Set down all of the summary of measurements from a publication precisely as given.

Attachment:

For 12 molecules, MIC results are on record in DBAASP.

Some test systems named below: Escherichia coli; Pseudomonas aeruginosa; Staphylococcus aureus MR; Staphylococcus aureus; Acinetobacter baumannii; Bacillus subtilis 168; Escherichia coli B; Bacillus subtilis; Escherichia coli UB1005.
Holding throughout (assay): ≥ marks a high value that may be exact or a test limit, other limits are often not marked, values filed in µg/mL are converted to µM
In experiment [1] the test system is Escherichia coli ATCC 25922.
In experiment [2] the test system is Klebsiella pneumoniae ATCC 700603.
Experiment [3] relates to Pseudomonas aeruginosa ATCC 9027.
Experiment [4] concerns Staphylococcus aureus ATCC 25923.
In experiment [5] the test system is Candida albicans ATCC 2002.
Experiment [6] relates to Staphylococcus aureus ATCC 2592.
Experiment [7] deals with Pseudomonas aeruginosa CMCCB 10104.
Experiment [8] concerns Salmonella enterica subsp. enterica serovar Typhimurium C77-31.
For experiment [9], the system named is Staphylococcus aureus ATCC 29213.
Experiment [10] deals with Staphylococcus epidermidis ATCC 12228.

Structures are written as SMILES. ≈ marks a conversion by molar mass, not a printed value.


For 12 molecules, MIC results are on record in DBAASP.

Some test systems named below: Escherichia coli; Pseudomonas aeruginosa; Staphylococcus aureus MR; Staphylococcus aureus; Acinetobacter baumannii; Bacillus subtilis 168; Escherichia coli B; Bacillus subtilis; Escherichia coli UB1005.
Holding throughout (assay): ≥ marks a high value that may be exact or a test limit, other limits are often not marked, values filed in µg/mL are converted to µM
In experiment [1] the test system is Escherichia coli ATCC 25922.
In experiment [2] the test system is Klebsiella pneumoniae ATCC 700603.
Experiment [3] relates to Pseudomonas aeruginosa ATCC 9027.
Experiment [4] concerns Staphylococcus aureus ATCC 25923.
In experiment [5] the test system is Candida albicans ATCC 2002.
Experiment [6] relates to Staphylococcus aureus ATCC 2592.
Experiment [7] deals with Pseudomonas aeruginosa CMCCB 10104.
Experiment [8] concerns Salmonella enterica subsp. enterica serovar Typhimurium C77-31.
For experiment [9], the system named is Staphylococcus aureus ATCC 29213.
Experiment [10] deals with Staphylococcus epidermidis ATCC 12228.

Structures are written as SMILES. ≈ marks a conversion by molar mass, not a printed value.